The 8 Best Tennis Rackets for Beginners 2022
So, you are completely new to the world of tennis? Hello! You’re in the right place (well, only if you’re reading this from the District Court). If you’ve never picked up a tennis racket in your life, this part may feel a little overwhelming, but there’s room for everyone here – even if you plan on serve eggplant Instead of a tennis ball. Whether it’s actually competing in tournaments (hey, you never know if you’ll be next Venus Williams) or just practice on the weekends, trust us, you Can Play tennis.
The great news is that tennis doesn’t require much maintenance in terms of equipment. according to Tracy Greenhead coach of the Harvard Women’s Tennis Team,loose clothes(Or that’s too cute tennis skirt!), sneakers with non-marking soles, and a bat. Prices for beginner tennis rackets can range greatly, from around $30 to over $200, but don’t worry, you can find a great beginner racket without spending a lot of money. Look for a lightweight racket (12 ounces or less is ideal) with a large head (aka the part of the racquet used to hit the ball). The large head size gives you a bigger “sweet spot,” or that area in the middle of the paddle where, if you hit it *exactly* on the right, the ball will fly.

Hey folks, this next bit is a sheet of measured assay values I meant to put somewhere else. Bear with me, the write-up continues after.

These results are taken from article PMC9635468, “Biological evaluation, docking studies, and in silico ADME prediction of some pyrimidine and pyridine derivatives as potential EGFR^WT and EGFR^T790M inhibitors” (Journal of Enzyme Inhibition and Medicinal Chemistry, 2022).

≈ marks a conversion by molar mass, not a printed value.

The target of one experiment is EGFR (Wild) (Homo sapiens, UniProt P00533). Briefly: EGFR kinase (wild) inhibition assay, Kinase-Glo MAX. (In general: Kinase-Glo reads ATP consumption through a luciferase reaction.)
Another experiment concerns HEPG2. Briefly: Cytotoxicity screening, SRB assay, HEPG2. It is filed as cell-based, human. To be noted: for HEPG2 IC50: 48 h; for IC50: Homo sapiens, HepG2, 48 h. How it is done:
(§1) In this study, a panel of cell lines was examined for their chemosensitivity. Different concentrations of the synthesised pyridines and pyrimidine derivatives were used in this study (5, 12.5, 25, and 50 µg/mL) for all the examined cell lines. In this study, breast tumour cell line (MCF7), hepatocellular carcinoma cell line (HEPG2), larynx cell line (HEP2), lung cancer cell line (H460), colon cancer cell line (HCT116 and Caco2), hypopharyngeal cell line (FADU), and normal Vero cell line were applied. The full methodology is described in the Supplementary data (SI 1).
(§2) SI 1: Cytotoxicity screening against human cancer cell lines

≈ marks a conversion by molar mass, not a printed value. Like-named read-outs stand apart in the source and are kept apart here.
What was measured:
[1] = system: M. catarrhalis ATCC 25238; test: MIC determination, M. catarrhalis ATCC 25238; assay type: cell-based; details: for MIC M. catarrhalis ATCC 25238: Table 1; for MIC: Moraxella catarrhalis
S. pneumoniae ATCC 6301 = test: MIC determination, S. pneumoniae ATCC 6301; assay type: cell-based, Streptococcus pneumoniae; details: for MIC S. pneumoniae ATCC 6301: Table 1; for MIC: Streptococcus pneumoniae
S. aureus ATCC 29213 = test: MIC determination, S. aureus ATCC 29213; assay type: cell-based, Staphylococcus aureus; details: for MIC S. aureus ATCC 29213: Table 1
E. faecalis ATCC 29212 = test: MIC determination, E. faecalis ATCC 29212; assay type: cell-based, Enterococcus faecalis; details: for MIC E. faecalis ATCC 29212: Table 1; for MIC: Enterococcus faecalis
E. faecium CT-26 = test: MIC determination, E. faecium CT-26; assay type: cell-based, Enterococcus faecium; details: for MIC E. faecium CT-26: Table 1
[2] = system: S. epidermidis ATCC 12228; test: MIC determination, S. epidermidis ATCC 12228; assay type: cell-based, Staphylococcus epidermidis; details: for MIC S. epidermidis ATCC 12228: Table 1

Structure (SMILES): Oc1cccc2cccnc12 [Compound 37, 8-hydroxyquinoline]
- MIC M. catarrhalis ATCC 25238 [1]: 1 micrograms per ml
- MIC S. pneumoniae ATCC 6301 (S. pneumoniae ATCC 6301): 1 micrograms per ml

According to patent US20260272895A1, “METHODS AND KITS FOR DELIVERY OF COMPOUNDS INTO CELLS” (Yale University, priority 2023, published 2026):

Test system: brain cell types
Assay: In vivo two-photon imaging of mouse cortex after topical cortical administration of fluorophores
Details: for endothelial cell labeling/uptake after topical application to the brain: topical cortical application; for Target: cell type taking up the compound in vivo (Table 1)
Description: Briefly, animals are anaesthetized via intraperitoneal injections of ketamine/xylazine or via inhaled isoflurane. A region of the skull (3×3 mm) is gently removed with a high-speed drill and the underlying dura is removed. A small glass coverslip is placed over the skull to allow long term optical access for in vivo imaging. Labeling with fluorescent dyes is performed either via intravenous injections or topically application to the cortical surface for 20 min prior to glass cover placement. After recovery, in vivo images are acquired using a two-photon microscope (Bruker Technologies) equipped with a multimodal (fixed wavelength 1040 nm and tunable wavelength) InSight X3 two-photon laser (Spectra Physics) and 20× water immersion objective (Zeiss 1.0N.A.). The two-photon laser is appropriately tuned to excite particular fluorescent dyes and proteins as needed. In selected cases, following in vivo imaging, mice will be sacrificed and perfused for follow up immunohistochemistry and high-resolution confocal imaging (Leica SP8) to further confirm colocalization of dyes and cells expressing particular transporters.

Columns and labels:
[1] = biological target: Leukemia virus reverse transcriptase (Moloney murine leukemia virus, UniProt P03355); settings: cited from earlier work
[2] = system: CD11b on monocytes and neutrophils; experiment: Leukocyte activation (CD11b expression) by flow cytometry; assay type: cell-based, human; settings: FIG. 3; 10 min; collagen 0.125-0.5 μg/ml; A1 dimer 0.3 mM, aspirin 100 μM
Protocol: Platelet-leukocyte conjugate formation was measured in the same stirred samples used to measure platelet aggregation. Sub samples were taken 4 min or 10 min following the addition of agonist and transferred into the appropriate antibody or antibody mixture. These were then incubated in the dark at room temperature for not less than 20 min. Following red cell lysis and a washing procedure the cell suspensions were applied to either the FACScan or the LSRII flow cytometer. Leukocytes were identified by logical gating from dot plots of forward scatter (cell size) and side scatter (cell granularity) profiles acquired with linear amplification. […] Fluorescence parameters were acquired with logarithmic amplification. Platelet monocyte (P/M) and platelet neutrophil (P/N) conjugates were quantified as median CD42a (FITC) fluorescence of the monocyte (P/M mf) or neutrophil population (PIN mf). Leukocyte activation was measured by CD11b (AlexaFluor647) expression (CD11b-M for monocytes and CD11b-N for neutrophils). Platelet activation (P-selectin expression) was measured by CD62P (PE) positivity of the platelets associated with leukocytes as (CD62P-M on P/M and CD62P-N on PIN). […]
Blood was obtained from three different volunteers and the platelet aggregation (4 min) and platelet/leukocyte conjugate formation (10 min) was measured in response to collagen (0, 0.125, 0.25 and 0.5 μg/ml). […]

The choice of racket depends on how serious you are about the new summer sport, and how often you really intend to play it. To help make your racket buying decision that much easier, we’ve rounded up some of the best beginner rackets that might turn you into your next Sharapova. see you there ;).
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Best for casual players
wilson tour slam lite tennis racket for adults
- Budget conscious
- It comes pre-compressed, so you’ll be ready to play as soon as you buy it
- If you want to play more seriously, you will probably need a new racket
Do you play for lunch after the game and not try to be a professional tennis player? same. This is an ideal racket for beginners who won’t break the bank, says Green. Its AirLite alloy body makes it extremely lightweight, while its 113-square-inch head gives it a great fit in the XL. Promise you’ll hit that ball over the net in no time.